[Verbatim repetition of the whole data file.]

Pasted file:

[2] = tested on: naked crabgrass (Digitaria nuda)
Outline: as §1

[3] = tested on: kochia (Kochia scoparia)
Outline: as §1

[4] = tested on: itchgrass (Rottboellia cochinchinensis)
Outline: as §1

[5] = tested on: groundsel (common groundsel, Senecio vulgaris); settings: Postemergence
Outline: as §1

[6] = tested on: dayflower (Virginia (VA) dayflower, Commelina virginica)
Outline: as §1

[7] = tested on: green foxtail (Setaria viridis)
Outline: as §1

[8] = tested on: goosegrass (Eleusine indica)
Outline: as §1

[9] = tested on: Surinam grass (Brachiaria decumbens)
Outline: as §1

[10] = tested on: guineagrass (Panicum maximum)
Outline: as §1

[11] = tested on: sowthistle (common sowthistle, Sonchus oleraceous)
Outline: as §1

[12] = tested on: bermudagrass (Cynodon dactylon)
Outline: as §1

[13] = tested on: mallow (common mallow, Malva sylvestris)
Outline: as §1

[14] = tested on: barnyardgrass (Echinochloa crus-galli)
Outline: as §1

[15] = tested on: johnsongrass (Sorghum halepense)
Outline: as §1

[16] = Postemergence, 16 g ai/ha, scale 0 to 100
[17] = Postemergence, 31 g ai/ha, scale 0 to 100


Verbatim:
[2] = tested on: naked crabgrass (Digitaria nuda)
Outline: as §1

[3] = tested on: kochia (Kochia scoparia)
Outline: as §1

[4] = tested on: itchgrass (Rottboellia cochinchinensis)
Outline: as §1

[5] = tested on: groundsel (common groundsel, Senecio vulgaris); settings: Postemergence
Outline: as §1

[6] = tested on: dayflower (Virginia (VA) dayflower, Commelina virginica)
Outline: as §1

[7] = tested on: green foxtail (Setaria viridis)
Outline: as §1

[8] = tested on: goosegrass (Eleusine indica)
Outline: as §1

[9] = tested on: Surinam grass (Brachiaria decumbens)
Outline: as §1

[10] = tested on: guineagrass (Panicum maximum)
Outline: as §1

[11] = tested on: sowthistle (common sowthistle, Sonchus oleraceous)
Outline: as §1

[12] = tested on: bermudagrass (Cynodon dactylon)
Outline: as §1

[13] = tested on: mallow (common mallow, Malva sylvestris)
Outline: as §1

[14] = tested on: barnyardgrass (Echinochloa crus-galli)
Outline: as §1

[15] = tested on: johnsongrass (Sorghum halepense)
Outline: as §1

[16] = Postemergence, 16 g ai/ha, scale 0 to 100
[17] = Postemergence, 31 g ai/ha, scale 0 to 100